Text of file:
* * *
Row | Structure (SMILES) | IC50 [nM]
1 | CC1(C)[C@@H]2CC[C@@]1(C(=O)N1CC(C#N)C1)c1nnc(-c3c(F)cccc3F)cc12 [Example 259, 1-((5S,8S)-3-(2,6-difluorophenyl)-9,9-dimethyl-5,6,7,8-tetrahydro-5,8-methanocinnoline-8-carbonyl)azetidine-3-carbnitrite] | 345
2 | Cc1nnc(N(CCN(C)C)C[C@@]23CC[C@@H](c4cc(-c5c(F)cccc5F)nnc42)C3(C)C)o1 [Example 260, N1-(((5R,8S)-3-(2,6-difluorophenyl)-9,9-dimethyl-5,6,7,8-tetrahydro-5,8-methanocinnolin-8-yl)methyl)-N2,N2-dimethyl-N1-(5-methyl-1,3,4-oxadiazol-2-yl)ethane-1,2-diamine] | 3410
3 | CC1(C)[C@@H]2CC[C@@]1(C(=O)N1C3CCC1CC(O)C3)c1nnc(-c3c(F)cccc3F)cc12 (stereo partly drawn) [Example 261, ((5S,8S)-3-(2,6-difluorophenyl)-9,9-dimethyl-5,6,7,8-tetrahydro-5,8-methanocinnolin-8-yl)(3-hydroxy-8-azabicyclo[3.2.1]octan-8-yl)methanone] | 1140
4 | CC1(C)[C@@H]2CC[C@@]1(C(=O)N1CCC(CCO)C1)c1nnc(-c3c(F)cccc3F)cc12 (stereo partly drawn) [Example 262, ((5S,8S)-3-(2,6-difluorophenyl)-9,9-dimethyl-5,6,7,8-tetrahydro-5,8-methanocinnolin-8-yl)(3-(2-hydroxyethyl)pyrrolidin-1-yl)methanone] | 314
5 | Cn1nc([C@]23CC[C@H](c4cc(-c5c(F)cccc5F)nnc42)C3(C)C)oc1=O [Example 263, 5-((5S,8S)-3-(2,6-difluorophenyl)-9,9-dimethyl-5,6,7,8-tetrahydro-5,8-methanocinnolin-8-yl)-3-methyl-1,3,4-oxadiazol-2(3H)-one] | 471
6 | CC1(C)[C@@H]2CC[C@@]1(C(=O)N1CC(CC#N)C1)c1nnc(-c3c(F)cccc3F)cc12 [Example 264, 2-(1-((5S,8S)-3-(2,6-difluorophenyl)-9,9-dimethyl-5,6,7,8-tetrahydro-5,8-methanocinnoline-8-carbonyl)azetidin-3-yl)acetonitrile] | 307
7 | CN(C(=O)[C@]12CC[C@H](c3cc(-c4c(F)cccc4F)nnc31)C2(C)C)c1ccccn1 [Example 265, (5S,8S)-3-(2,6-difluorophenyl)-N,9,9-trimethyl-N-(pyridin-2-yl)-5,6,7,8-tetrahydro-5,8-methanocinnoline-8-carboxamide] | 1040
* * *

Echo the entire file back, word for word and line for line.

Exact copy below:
Row | Structure (SMILES) | IC50 [nM]
1 | CC1(C)[C@@H]2CC[C@@]1(C(=O)N1CC(C#N)C1)c1nnc(-c3c(F)cccc3F)cc12 [Example 259, 1-((5S,8S)-3-(2,6-difluorophenyl)-9,9-dimethyl-5,6,7,8-tetrahydro-5,8-methanocinnoline-8-carbonyl)azetidine-3-carbnitrite] | 345
2 | Cc1nnc(N(CCN(C)C)C[C@@]23CC[C@@H](c4cc(-c5c(F)cccc5F)nnc42)C3(C)C)o1 [Example 260, N1-(((5R,8S)-3-(2,6-difluorophenyl)-9,9-dimethyl-5,6,7,8-tetrahydro-5,8-methanocinnolin-8-yl)methyl)-N2,N2-dimethyl-N1-(5-methyl-1,3,4-oxadiazol-2-yl)ethane-1,2-diamine] | 3410
3 | CC1(C)[C@@H]2CC[C@@]1(C(=O)N1C3CCC1CC(O)C3)c1nnc(-c3c(F)cccc3F)cc12 (stereo partly drawn) [Example 261, ((5S,8S)-3-(2,6-difluorophenyl)-9,9-dimethyl-5,6,7,8-tetrahydro-5,8-methanocinnolin-8-yl)(3-hydroxy-8-azabicyclo[3.2.1]octan-8-yl)methanone] | 1140
4 | CC1(C)[C@@H]2CC[C@@]1(C(=O)N1CCC(CCO)C1)c1nnc(-c3c(F)cccc3F)cc12 (stereo partly drawn) [Example 262, ((5S,8S)-3-(2,6-difluorophenyl)-9,9-dimethyl-5,6,7,8-tetrahydro-5,8-methanocinnolin-8-yl)(3-(2-hydroxyethyl)pyrrolidin-1-yl)methanone] | 314
5 | Cn1nc([C@]23CC[C@H](c4cc(-c5c(F)cccc5F)nnc42)C3(C)C)oc1=O [Example 263, 5-((5S,8S)-3-(2,6-difluorophenyl)-9,9-dimethyl-5,6,7,8-tetrahydro-5,8-methanocinnolin-8-yl)-3-methyl-1,3,4-oxadiazol-2(3H)-one] | 471
6 | CC1(C)[C@@H]2CC[C@@]1(C(=O)N1CC(CC#N)C1)c1nnc(-c3c(F)cccc3F)cc12 [Example 264, 2-(1-((5S,8S)-3-(2,6-difluorophenyl)-9,9-dimethyl-5,6,7,8-tetrahydro-5,8-methanocinnoline-8-carbonyl)azetidin-3-yl)acetonitrile] | 307
7 | CN(C(=O)[C@]12CC[C@H](c3cc(-c4c(F)cccc4F)nnc31)C2(C)C)c1ccccn1 [Example 265, (5S,8S)-3-(2,6-difluorophenyl)-N,9,9-trimethyl-N-(pyridin-2-yl)-5,6,7,8-tetrahydro-5,8-methanocinnoline-8-carboxamide] | 1040